Chris Jenkins was convicted of selling crack cocaine to a narcotics agent during an undercover drug operation. Following the denial of his motion for new trial, Jenkins asserts five errors.
After filing an affidavit of indigency, Jenkins received court-appointed counsel, W. Allen Adams, who represented him for over a year. On the morning of trial, Adams moved to withdraw as trial counsel based on Jenkins' criticism of his representation. Although Jenkins alleged that he was talking to Adams for the first time, Adams stated that he had spoken with Jenkins about the case on "numerous occasions." Jenkins informed the court that he was afraid to proceed to trial with Adams. At no point during the hearing did Jenkins claim that he had obtained other counsel. It is undisputed that no other attorney filed an entry of appearance on Jenkins' behalf prior to trial and that no other attorney appeared before the court at the start of the trial. 1
The trial court advised Jenkins that he could proceed with appointed counsel or represent himself. After noting that Jenkins was attempting to manipulate the system to avoid going to trial, the trial court denied Adams' motion to withdraw. Later, during a bench conference, Jenkins inquired, "Well can I -- can I get me a paid lawyer or something, cause I can't go with him." After the jury returned a guilty verdict, the court admitted into the record a handwritten note from Jenkins dated the last day of trial. In that note Jenkins claimed that he asked the judge "for a restrain [sic] Lawyer 'Michael King' but was refused to do so." Held:
1. In two enumerations Jenkins asserts that he was denied due process by being forced to proceed with a court-appointed attorney and not an attorney of his own choosing. Jenkins further claims that the trial court erred by failing to determine whether he acted with reasonable diligence in retaining counsel. The pretrial hearing transcript fails to show that Jenkins retained King before trial and Jenkins' inquiry to the court about prospectively obtaining a "paid lawyer" for himself belies his assertion that the trial court denied his right to proceed with retained counsel. Although an indigent defendant is entitled to adequate representation, he cannot fail to employ counsel promptly and then use that failure to delay his trial. Stephens v. State, 208 Ga. App. 620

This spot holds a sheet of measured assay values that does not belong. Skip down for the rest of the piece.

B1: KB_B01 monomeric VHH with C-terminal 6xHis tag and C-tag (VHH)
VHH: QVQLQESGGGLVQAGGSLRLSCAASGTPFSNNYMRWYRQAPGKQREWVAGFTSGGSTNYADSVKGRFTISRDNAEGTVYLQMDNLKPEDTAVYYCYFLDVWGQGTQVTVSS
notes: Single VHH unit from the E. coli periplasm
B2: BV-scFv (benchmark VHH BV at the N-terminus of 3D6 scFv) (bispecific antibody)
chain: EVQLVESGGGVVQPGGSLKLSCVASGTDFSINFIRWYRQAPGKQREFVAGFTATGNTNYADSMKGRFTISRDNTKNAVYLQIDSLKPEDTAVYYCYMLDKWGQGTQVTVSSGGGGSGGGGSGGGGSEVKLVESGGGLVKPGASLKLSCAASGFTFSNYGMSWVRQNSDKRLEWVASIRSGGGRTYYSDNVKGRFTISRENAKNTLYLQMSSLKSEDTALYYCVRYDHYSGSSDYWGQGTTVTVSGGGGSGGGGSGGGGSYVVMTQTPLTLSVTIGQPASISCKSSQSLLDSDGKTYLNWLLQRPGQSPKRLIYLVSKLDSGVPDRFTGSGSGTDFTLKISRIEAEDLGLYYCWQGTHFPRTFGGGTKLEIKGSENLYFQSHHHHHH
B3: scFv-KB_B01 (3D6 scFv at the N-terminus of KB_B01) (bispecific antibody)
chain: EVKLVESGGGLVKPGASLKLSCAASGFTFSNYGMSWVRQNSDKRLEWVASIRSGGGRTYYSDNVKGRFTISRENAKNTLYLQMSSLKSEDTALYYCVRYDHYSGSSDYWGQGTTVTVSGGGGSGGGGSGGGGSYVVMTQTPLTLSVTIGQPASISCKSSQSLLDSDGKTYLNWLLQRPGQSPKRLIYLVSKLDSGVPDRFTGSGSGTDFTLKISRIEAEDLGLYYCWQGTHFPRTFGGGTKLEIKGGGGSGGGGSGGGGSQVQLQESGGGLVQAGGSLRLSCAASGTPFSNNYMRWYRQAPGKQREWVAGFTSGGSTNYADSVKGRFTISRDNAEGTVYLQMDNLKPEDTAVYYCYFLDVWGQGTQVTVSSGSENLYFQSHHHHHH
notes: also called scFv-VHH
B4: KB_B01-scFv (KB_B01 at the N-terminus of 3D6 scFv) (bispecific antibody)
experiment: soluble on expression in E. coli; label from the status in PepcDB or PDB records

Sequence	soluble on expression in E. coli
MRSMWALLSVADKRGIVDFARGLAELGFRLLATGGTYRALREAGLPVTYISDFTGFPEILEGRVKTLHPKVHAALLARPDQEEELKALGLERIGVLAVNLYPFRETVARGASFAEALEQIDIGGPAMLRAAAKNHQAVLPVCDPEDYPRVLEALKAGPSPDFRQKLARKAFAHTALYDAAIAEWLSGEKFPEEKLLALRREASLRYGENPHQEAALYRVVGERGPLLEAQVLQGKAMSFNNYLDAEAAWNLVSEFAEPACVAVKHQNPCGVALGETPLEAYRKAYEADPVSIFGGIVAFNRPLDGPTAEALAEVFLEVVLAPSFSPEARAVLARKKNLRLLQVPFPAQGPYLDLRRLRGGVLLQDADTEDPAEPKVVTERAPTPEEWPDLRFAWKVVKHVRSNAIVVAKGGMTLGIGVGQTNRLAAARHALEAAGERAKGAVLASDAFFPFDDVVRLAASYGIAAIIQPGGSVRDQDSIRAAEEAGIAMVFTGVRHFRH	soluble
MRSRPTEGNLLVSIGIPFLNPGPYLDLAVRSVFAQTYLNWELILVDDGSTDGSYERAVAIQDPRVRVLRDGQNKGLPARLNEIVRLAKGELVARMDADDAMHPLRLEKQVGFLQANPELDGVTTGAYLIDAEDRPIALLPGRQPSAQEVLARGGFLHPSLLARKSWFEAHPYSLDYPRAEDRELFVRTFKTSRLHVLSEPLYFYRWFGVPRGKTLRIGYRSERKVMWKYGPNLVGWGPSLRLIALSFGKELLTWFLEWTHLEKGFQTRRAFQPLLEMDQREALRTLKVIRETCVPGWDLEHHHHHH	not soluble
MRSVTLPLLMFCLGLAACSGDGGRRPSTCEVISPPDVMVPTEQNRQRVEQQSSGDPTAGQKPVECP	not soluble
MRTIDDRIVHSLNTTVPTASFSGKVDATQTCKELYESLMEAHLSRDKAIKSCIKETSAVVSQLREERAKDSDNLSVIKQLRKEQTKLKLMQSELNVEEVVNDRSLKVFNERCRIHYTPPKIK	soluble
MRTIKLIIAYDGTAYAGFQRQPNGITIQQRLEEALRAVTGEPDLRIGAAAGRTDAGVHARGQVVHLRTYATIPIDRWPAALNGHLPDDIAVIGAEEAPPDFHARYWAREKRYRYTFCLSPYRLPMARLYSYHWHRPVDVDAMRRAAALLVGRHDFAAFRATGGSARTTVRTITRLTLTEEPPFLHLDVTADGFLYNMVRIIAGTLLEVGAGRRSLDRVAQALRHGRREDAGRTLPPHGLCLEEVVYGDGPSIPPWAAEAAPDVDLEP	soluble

, 621 (1) (431 SE2d 422
) (1993); compare Shaw v. State, 251 Ga. 109
, 112 (303 SE2d 448
2. We reject Jenkins' contention that Adams was ineffective by failing to inform the court that Jenkins had retained trial counsel and by failing to move for a continuance so his retained counsel could prepare for trial. Notwithstanding Jenkins' tardy and self-serving assertion that he hired King the day before trial, the record fails to support this claim. Even assuming for the sake of argument only that Jenkins retained King before trial, the record indisputably shows that Jenkins failed to so apprise the trial court when afforded the opportunity to do so. Moreover, if King had been retained, then it was incumbent upon King, not Adams, to follow the procedures mandated by the Uniform Superior Court Rules and, ultimately to seek a continuance. See Uniform Superior Court Rules 4.2, 4.6.
3. Jenkins asserts that he was denied effective assistance of counsel because his attorney failed to subpoena purportedly crucial alibi witnesses. In order to establish ineffectiveness of trial counsel, Jenkins must show not only that his counsel's performance was deficient but also that the deficient performance prejudiced his defense. Stephens v. State, 265 Ga. 120
, 121 (2) (453 SE2d 443
) (1995). Absent a showing of prejudice, no inquiry need be made into counsel's alleged deficiency. Trammel v. State, 265 Ga. 156 (1) (454 SE2d 501) (1995)
. In light of the overwhelming evidence of Jenkins' guilt including the undercover officer's testimony describing presale negotiations with Jenkins and Jenkins' direct hand-to-hand sale of a rock of cocaine to him, Jenkins failed to make the requisite showing of prejudice to his defense, even assuming arguendo that counsel's performance was somehow deficient. Id. The trial court's finding that Jenkins was not denied effective assistance of counsel was not clearly erroneous and must be affirmed. Warren v. State, 197 Ga. App. 23
, 24 (397 SE2d 484
606 JANUARY TERM, 1997. (224 Ga.